A couple of things are getting to me the last couple of days, not the least of which are the ways that the severely disabled actually end up with fewer rights than the abled, and yes, I can back that up. There are some things going on with Pearlsky, and there is the article mentioned by Lindsey in the last post’s comments (I will be talking about that soon, you need not look now) (but you can).
Instead of those issues right now (give me a day or two), here is something that came up today. I have alluded to my dismay with the No Child Left Behind laws and testing. I firmly believe the testing is a total farce for the severely disabled. The testing is mandatory for high school students in all states except California (bet you did not know that! yes, Californians can opt out, but school teachers and administrators can’t tell you that). Pearlsky and I have been on the television news, we were at the State House talking with senate leaders, etc. about how Pearlsky has fewer rights than the “normal” students and how crazy the test is. I actually got her out of it via loopholes, write to me offline if you are in such a fight and want some information.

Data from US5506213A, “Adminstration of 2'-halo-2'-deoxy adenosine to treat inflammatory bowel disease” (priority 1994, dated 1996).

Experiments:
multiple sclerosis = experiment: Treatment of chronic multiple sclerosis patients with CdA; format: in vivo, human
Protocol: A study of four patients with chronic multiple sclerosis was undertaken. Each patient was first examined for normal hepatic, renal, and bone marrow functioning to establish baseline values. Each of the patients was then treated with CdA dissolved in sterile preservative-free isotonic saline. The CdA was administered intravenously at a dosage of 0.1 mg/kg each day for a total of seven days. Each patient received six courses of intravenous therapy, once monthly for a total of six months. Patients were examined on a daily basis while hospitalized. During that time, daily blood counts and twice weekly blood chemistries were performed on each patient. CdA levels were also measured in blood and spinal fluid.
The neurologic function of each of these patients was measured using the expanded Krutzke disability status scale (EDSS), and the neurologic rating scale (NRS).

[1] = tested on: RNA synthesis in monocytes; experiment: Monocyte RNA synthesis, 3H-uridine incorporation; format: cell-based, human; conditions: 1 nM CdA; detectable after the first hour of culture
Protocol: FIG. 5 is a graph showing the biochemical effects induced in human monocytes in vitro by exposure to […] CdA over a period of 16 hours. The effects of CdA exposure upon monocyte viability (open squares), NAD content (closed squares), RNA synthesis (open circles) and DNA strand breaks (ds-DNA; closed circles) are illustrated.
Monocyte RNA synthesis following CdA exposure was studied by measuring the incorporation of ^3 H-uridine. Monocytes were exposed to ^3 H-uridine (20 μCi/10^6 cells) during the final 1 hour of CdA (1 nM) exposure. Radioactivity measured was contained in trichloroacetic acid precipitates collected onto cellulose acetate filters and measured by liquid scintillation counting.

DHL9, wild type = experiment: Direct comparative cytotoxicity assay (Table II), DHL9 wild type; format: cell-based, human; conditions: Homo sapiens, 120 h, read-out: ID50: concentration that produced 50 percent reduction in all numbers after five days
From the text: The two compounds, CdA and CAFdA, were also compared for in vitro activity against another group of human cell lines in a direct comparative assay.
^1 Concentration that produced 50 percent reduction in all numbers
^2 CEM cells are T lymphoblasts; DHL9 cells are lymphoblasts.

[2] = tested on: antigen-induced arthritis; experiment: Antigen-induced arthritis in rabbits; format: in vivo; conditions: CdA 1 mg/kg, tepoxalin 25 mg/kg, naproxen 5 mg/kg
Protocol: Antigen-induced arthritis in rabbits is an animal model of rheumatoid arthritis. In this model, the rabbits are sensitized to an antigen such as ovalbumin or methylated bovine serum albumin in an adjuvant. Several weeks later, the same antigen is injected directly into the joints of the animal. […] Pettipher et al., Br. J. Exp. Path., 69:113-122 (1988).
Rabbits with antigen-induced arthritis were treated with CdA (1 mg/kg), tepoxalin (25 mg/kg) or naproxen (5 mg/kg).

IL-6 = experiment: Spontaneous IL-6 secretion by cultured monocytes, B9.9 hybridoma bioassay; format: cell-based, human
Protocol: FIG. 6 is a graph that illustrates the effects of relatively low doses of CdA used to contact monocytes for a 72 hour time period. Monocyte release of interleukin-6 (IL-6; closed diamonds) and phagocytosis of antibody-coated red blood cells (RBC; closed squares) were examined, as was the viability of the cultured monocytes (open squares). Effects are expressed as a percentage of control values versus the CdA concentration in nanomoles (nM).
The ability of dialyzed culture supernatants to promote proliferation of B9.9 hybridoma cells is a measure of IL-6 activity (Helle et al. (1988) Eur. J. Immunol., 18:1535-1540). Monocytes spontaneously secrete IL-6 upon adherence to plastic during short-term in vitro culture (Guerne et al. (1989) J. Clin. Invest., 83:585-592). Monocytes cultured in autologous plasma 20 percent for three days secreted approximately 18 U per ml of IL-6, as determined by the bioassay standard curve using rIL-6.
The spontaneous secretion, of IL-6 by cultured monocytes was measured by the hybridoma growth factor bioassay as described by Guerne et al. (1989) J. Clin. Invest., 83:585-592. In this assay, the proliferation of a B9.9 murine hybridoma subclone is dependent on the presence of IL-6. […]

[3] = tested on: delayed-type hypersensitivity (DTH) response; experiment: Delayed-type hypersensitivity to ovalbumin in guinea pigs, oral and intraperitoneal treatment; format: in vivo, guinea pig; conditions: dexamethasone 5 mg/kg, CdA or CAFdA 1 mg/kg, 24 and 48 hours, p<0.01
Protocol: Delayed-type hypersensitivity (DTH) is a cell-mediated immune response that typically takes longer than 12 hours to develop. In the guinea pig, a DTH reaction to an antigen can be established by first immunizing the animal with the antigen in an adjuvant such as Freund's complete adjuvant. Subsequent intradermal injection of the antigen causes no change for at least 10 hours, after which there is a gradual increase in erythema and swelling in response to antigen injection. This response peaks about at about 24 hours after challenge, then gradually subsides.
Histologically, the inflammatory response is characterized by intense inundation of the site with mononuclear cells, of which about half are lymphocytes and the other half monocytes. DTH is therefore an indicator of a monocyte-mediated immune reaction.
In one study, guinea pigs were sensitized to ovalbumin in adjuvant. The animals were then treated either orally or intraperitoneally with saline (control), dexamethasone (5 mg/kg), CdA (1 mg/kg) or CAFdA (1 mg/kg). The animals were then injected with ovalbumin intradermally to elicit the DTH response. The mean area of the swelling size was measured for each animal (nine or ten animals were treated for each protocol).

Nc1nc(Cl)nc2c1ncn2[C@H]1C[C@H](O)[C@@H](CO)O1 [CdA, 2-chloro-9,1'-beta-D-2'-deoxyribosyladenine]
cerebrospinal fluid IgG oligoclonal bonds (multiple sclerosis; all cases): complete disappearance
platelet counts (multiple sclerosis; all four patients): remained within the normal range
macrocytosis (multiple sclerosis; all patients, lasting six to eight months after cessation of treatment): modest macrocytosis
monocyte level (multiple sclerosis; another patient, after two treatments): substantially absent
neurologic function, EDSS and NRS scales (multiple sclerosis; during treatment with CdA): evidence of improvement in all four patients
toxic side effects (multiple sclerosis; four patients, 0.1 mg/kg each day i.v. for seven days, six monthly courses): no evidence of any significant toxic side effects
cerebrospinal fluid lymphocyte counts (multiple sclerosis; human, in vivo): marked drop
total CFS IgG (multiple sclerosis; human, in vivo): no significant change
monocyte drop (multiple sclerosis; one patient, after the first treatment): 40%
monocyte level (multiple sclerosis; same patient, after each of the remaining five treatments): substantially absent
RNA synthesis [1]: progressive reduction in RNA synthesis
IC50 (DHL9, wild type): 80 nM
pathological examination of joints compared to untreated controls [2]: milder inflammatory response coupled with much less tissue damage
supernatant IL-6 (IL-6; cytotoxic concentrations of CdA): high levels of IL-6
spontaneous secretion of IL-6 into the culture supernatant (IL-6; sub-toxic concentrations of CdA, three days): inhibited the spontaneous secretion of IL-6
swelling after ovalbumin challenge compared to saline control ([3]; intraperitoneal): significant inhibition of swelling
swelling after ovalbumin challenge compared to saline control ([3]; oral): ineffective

This brings me to today. Basically, our state allows for a separate testing for the disabled, but the tests MUST still be to the curriculum for the age grade of the student. That’s right. Your severely disabled kid has to be tested on tenth grade math.
There is a young man in the sixth grade here, someone dear to me. He is severely disabled, and although he can reach and crawl, we believe his cognitive abilities are on a very low level. He has never shown communication, understanding, etc. And now he needs to take the first of many No Child Left Behind tests.
Now for the humor.
For the English part of the exam, my friend needs to be tested with this:
Determine the meaning of unfamiliar words using context clues (definition, example).
Now, dear readers, how on earth would you test one of our kids for this? How can you ever know if s/he “determined the meaning …” of anything?
Want to know how the school is doing it?
When given the prompt, the student will identify his picture in a field of two with 100% accuracy and 80% independence.
And now, hold on friends, here is the proof that this young man can “Determine the meaning of unfamiliar words using context clues” by identifying his picture out of two pictures …
That is a scan of a photocopy of the picture the teacher submitted as proof. No, I did not “photoshop” the sizes of the pictures, yes, the larger picture is a picture of him, yes, he is right-handed and always uses that dominant hand, and yes, they are serious.
Your tax dollars at work.